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The United States has an extensive network of highways and interstates connecting cities, states, and regions, facilitating the movement of goods and people. Some of these roads stand out for their stress-inducing traffic congestion. But these major arteries are the heart of the nation’s transportation system. Let’s dive into the 10 busiest highways in America, according to 2023 data from the American Transportation Research Institute (ATRI). 

Some states have more than 1 of the busiest highways in the U.S.

1. Fort Lee: I-95 at SR 4

Busiest highways: I-95 in Fort Lee, New Jersey
An exit sign on I-95 in Fort Lee, New Jersey | Drew Angerer/Getty Images

This interchange connects Interstate 95 with State Route 4 in Fort Lee, New Jersey. It’s a crucial gateway for traffic entering and exiting New York City, making it one of the nation’s busiest and most congested highway junctions.

2. Chicago: I-294 at I-290/I-88

The complex network of highways in Chicago, Illinois, is infamous for its traffic congestion. The interchange between I-294, I-290, and I-88 is a significant bottleneck, with heavy truck and commuter traffic.

3. Houston: I-45 at I-69/US 59

Busiest highways: I-45 in Houston, Texas
I-45 in Houston, Texas | Stan Honda/AFP via Getty Images

Houston, Texas, one of the largest metropolitan areas in the U.S., faces significant traffic challenges. The interchange of I-45 and I-69/US 59 in Houston experiences high traffic volumes, especially from commercial trucks.

4. Atlanta: I-285 at I-85 (North)

Georgia’s capital is known for its bustling highways, and the interchange between I-285 and I-85 (North) in Atlanta is a prime example. It is a critical connection point for interstate travel in the region.

5. Atlanta: I-20 at I-285 (West)

Another Atlanta interchange, the connection between I-20 and I-285 (West), experiences heavy traffic due to its strategic location within the city’s transportation network.

6. Chicago: I-290 at I-90/I-94

Chicago’s importance as a transportation hub is evident in its multiple entries on this list. The interchange between I-290 and I-90/I-94 is a point of congestion.

7. Los Angeles: SR 60 at SR 57

Busiest highways: State Road 60 at the East Los Angeles Interchange
Cars on I-5, I-10, US 101, and SR 60 at the East Los Angeles Interchange | Bing Guan/Bloomberg via Getty Images

With its sprawling urban landscape, Los Angeles is no stranger to traffic congestion. The interchange at State Road 60 and State Road 57 is one of the busiest highway junctions.

8. Los Angeles: I-710 at I-105

Southern California’s extensive freeway system is vital to the region’s economy. The interchange of I-710 and I-105 routinely sees a significant bottleneck.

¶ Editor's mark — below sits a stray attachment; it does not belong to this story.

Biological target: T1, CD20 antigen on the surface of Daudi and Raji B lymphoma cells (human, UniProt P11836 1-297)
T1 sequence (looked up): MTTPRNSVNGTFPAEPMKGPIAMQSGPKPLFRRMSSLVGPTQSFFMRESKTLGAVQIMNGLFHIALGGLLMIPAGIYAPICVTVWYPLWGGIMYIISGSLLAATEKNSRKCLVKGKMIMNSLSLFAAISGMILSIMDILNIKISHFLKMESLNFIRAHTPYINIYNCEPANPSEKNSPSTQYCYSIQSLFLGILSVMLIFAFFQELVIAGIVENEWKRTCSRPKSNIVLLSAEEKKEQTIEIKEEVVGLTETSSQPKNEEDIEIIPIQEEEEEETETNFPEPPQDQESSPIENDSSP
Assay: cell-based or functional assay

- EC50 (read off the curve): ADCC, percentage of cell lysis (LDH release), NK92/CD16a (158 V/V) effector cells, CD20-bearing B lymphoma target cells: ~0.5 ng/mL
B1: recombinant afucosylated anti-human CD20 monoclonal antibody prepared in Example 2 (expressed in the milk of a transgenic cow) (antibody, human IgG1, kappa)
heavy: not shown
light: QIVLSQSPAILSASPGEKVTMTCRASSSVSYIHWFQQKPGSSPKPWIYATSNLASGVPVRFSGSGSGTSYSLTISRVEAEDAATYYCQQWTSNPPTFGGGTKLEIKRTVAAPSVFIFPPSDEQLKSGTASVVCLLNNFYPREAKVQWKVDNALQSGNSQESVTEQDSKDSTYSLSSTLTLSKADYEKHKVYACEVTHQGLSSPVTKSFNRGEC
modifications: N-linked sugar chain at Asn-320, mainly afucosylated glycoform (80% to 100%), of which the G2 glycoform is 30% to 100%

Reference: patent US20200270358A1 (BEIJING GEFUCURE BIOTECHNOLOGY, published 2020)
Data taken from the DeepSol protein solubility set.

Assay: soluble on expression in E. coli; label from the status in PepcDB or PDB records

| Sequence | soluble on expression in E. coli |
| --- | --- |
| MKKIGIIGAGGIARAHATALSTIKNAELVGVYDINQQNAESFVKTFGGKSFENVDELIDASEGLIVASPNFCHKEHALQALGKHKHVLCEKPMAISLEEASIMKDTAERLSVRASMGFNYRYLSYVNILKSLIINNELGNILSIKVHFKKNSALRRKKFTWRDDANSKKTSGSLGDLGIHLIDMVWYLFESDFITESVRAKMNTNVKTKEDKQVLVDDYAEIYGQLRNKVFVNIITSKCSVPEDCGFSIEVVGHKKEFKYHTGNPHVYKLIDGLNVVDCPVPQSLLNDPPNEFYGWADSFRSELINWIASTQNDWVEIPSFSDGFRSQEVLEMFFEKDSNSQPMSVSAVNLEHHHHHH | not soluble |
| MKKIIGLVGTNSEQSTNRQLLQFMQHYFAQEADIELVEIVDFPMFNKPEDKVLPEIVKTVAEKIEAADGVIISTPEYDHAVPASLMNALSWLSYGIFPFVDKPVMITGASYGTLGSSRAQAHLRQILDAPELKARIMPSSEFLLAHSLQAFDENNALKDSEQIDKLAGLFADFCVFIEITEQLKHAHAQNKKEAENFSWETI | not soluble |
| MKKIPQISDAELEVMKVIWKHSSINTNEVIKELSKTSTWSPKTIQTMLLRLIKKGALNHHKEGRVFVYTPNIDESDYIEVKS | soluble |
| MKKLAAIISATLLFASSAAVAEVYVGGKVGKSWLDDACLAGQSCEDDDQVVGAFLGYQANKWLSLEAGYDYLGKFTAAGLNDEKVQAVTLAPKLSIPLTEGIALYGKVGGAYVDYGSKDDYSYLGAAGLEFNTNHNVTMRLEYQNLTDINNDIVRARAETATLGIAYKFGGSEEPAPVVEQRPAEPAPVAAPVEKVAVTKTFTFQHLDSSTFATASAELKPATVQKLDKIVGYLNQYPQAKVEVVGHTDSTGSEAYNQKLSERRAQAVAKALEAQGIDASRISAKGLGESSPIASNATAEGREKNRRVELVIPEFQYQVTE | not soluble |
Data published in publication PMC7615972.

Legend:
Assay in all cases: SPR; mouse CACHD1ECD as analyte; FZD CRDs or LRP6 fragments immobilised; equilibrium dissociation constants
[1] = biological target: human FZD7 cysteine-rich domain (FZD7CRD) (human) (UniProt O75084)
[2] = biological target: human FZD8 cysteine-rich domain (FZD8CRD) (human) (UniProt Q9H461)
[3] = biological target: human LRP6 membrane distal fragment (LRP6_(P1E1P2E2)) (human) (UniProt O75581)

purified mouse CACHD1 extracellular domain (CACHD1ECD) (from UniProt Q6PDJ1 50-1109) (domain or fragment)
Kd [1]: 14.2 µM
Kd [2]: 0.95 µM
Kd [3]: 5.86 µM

9. Nashville: I-24/I-40 at I-440 (East)

A growing city in the Southeast, Nashville, Tennessee, experiences increased traffic at the interchange of I-24/I-40 and I-440 (East).

10. San Bernardino: I-10 at I-15

Located in the Inland Empire region of Southern California, the interchange of I-10 and I-15 experiences heavy traffic due to the movement of goods and commuters.

Intriguing facts about the busiest highways and more

  • The U.S. interstate highway system, established in 1956, has played an essential role in the nation’s economic development by providing efficient transportation routes.
  • Though these highway stretches are among the busiest, there are also less congested and scenic routes offering a different perspective of the country.
  • The title of the “least busy highway” in the U.S. might vary depending on the time of day and year as traffic patterns change.
  • Some notorious and challenging roads, often considered “scary” or “deadly,” include sections of the former Route 666 in Colorado and Arizona and California’s Pacific Coast Highway, known for its winding stretches on cliffs overlooking the ocean.

Does your state have 1 or more of the busiest highways in the U.S.?


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Atlanta, Chicago, and LA have six of the top 10 busiest highways in America, according to the American Transportation Research Institute. The roads on ATRI’s list are essential to the U.S. economy, but they also have significant traffic challenges. Understanding the factors contributing to congestion and exploring potential solutions are important steps in ensuring the efficiency and safety of these crucial roadways. As we navigate the complex web of highways and byways that crisscross the country, we gain a deeper appreciation for the role of transportation in our daily lives.